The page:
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Have Dating Apps Lost Their Spark? The Return of the Matchmaker.

woman on dating app

Humanosity says…Online dating has become the main way singletons find love and partners in the most western societies. The last decade has seen internet dating go from being an embarrassing technical novelty to become mainstream. This article from the Guardian wonders if we have reached peak Tinder and if so are witnessing the return of the matchmaker?

Tinder took the dating scene by storm and since its launch in 2012 it has seen over 1 billion swipes a day. Apps like Bumble, Match.Com have all carved out substantial user bases and many boast about the number of marriages that have resulted from users of the sites. Although none of them draw attention to the number of assaults, rapes and murders that have happened to some of their more unfortunate users.

A study, published recently in the Journal of Social and Personal Relationships, found that heavy use often led to negative feelings, especially for those who had low self esteem.

In fact swipe fatigue has prompted some daters to try an analogue approach. A few years ago visiting a matchmaker would have seemed outdated. In 2019, the industry is thriving again.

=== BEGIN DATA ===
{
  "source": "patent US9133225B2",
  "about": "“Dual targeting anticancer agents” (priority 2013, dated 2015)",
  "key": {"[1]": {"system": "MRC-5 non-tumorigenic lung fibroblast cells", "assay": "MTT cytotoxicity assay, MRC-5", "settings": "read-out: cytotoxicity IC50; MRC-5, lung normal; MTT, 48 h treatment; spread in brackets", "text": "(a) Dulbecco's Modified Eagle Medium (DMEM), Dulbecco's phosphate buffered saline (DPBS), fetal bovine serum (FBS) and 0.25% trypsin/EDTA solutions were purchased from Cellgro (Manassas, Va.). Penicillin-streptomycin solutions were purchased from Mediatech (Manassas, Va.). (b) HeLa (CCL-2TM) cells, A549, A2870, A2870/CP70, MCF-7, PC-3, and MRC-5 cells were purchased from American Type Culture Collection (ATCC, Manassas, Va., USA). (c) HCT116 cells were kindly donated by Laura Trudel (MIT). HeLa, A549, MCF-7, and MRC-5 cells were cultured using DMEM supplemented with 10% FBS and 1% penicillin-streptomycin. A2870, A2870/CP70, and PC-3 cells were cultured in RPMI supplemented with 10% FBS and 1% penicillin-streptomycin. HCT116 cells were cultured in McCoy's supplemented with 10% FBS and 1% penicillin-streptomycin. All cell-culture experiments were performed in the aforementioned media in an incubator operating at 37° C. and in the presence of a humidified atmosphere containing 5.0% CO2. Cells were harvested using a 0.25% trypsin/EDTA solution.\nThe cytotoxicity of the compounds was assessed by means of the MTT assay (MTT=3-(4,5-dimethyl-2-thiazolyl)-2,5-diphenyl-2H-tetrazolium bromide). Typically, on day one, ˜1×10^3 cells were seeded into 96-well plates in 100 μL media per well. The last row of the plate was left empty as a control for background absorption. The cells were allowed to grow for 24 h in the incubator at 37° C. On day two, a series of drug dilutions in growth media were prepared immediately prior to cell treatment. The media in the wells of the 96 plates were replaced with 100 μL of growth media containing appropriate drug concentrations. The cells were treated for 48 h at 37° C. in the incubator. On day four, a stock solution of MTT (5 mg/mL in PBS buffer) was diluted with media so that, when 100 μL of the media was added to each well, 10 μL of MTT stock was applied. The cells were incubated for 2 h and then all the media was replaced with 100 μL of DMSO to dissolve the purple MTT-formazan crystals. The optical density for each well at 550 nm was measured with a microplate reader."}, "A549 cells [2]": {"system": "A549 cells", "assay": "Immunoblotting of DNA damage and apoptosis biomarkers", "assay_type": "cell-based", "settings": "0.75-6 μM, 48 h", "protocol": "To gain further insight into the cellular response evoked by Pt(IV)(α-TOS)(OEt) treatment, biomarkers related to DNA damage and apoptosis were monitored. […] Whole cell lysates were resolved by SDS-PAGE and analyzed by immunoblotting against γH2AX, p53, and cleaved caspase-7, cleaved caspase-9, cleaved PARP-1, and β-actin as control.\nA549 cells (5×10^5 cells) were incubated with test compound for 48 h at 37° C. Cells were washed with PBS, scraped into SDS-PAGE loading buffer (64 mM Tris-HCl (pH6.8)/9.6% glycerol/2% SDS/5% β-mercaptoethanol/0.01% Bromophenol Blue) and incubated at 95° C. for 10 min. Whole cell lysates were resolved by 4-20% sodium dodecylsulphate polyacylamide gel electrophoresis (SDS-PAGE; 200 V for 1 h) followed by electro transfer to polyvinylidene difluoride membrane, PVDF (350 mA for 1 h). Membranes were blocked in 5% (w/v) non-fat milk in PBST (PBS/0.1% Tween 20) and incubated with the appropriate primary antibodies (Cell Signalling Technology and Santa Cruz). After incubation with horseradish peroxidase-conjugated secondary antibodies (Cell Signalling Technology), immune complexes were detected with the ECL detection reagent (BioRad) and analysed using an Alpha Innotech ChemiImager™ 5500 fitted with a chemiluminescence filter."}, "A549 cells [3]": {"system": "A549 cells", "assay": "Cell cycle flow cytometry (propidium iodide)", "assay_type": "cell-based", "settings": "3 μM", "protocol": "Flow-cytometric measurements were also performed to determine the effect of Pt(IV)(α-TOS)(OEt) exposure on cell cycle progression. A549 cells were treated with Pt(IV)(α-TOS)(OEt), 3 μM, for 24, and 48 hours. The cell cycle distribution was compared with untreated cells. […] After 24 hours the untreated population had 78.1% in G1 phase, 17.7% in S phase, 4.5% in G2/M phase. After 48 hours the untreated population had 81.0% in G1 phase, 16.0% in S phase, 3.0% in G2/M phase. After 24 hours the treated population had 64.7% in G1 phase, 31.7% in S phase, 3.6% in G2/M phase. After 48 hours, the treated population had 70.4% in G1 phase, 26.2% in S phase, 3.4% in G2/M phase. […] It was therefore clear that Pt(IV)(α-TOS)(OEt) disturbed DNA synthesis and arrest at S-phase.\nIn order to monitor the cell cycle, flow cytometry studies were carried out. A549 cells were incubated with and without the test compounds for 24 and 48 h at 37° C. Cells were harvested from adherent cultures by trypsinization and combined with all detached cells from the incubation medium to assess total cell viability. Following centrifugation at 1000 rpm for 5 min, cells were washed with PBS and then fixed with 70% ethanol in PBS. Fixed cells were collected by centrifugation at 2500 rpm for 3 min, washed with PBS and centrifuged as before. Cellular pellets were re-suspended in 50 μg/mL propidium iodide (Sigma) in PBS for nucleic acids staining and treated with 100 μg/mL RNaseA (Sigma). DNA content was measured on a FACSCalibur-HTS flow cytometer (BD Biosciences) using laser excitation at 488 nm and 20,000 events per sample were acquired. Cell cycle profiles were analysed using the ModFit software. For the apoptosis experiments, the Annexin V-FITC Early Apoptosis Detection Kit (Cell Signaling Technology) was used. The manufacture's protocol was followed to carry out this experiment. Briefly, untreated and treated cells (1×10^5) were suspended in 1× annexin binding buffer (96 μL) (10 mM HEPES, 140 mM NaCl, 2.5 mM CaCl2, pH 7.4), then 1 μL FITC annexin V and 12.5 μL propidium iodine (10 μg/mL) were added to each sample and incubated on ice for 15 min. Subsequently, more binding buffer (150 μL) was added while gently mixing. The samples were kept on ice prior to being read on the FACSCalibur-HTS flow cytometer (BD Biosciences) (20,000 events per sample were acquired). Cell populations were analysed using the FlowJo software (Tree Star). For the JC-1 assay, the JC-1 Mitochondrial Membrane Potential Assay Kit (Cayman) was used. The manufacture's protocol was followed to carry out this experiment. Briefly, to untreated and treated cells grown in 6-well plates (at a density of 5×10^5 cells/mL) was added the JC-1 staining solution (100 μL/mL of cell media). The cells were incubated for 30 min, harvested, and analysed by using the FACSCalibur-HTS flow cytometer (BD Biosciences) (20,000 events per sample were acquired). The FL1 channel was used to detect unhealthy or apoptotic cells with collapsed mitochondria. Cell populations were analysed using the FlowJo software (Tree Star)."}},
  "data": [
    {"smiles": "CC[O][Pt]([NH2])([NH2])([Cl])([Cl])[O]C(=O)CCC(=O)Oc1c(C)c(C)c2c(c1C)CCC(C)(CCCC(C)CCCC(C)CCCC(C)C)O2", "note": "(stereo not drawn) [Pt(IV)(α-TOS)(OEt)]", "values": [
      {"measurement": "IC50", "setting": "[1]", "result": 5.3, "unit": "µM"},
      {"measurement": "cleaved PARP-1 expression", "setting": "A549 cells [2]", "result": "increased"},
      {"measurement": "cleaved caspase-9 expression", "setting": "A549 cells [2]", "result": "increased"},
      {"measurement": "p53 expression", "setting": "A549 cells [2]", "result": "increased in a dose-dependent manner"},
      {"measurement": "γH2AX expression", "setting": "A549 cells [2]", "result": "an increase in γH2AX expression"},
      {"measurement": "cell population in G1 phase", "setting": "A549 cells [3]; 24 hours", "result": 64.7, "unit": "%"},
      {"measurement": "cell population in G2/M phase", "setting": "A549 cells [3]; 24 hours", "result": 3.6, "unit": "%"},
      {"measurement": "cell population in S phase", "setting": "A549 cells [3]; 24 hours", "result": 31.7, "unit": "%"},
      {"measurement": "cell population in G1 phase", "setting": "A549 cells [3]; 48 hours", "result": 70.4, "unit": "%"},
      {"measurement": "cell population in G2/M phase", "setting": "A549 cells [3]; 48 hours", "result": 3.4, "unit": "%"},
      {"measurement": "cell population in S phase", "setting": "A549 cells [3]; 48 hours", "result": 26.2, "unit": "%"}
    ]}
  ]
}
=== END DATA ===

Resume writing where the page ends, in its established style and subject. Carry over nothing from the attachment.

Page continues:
Gone is matchmaking’s fusty image, replaced with Instagram-worthy, blush-pink branding and a far more inclusive ethos.

Undergraduate students in the US who were worried about their marital chances and looking for an app free alternative, have come up with The Marriage Pact Project.

The Marriage Pact project, initially created at Stanford and being rolled out to other universities including Oxford, seeks to provide a “marital backup plan” for students, with couples paired off via a questionnaire and algorithm. With one participant gloomily noting on Facebook that her Marriage Pact partner hadn’t even responded to a friend request, the service may not provide a smooth path to everlasting love, either. But with nearly 5,000 students signing up in Stanford alone, it does indicate that even carefree, digital-first young people are concerned about their online prospects and want an app-free alternative.

Click here to read full article at www.theguardian.com

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